designer with a $500 million medical company. One of my first assignments was to explore the potential for disposable cubicle curtains for hospital rooms, which at the time was a new idea. My boss, head of product development, suggested that I give the progress report in the senior management new products meeting. Gee, I had done many presentations at the College of Design, but this was my first experience in the “real world.” I knew my subject, the design alternatives and recommended solution; so how to make my point? I began with a summary of the research and potential alternatives, and then wanted to demonstrate the recommended solution. So, I fired up a butane torch and proceeded to flame the various sample materials. When I realized I had the undivided attention of a room full of senior executives, I knew the presentation skills learned at the College of Design were a key asset for my future success. Just like in kindergarten, a little show-and-tell goes a long way. Designers have always changed the future: from the creation of the wheel, to the cotton gin, to manned flight, to penicillin, to the electronic


computer. Exciting new technologies are in their initial stages of development right now. Designers will be needed to convert these emerging technologies into new realities. • Human genome project – is opening new doors for medical science. • Tissue engineering – offers the promise of restorative medicine. • Nanotechnology – will change the clothes we wear, the building materials we use, the way healthcare is delivered. • And space flight – WOW! One day Star Trek will be a reality. (Actually one of my daughters said, “What’s Star Trek? Like an ancient SG-1?”) The New Economy is not the Internet. The Internet is the enabler that has forever changed the way goods and services are created and delivered. has made shopping easier, but with the Internet, General Electric, Progressive Insurance, UPS, Dell, Cisco, Wal-Mart, eBay, and Google have infinitely changed the way business functions. Little guys, entrepreneurs and intrapreneurs working within companies, are now winning-out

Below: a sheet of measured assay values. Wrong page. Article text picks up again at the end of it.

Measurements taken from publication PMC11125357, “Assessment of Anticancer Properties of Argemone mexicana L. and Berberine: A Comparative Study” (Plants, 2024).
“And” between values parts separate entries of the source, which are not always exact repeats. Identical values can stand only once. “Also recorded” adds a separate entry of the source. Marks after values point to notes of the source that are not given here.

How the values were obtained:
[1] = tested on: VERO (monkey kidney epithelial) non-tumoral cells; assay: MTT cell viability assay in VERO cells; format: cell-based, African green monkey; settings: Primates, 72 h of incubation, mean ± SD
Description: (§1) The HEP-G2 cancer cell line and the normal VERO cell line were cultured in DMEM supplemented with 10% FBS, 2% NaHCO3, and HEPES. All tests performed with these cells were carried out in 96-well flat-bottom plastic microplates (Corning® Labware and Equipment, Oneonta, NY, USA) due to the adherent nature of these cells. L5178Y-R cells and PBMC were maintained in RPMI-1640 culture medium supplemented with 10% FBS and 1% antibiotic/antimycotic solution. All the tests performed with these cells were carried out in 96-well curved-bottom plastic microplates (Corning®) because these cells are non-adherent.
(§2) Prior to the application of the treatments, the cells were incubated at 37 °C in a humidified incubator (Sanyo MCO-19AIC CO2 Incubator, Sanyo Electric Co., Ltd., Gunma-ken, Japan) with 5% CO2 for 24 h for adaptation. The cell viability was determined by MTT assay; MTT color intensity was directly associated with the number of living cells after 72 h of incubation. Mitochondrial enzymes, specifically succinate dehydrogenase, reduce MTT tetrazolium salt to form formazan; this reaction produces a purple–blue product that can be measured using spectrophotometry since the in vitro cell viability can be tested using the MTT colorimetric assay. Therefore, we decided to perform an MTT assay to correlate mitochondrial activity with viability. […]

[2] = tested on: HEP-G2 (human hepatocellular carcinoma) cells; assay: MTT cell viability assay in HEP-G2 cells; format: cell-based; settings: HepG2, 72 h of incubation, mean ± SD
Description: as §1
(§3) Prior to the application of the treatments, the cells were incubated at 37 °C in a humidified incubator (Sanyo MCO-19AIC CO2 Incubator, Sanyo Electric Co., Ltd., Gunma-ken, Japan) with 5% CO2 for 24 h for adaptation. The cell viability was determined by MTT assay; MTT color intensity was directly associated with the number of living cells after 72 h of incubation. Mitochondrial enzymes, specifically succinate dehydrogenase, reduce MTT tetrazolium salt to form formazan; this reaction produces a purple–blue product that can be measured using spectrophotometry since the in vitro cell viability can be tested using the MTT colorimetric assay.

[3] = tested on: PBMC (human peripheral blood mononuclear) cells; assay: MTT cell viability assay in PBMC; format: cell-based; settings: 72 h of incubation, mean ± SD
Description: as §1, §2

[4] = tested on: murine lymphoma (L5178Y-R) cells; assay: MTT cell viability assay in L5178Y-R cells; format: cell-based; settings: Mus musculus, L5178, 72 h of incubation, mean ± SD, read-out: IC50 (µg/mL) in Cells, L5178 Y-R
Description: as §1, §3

over the big old dogs of industry. Little guys can utilize technology and creativity to reinvent methods of information design, communications, supply chain management and customer convenience while drastically reducing the time and cost in the delivery of their goods and services. The design and creative process is not just limited to 3-dimensional products but is also effective in eliminating inefficiencies, improving service, and giving control to the customer. In my company, we utilize the Internet to assist in collaborative design projects with surgeons around the world. In the past six months, we have reduced the cost and the time to provide customized craniofacial implants for individual patients by over 50 percent. The resulting value of speed and convenience has captured more customers who are willing to pay higher prices for faster service. Our target is now another 50 percent reduction in the next six months. It is evident the speed of development is not keeping up with all the innovations from creative research. In a March report the FDA stated, and I quote: “The medical product development process is no longer able to keep pace with basic scientific innovation.” Cost to receive FDA approval for a new pharmaceutical drug is well over $100 million and requires more than a decade. A typical new medical device or product still takes several years to design, clinically evaluate, obtain regulatory clearance, and commercialize. Last year the FDA cleared 5,000 medical devices for marketing. By regulatory definition these products were “substantially equivalent” to other devices on the market. Beneficial products, yes, but many represent only incremental improvements over existing devices. By contrast, the FDA approved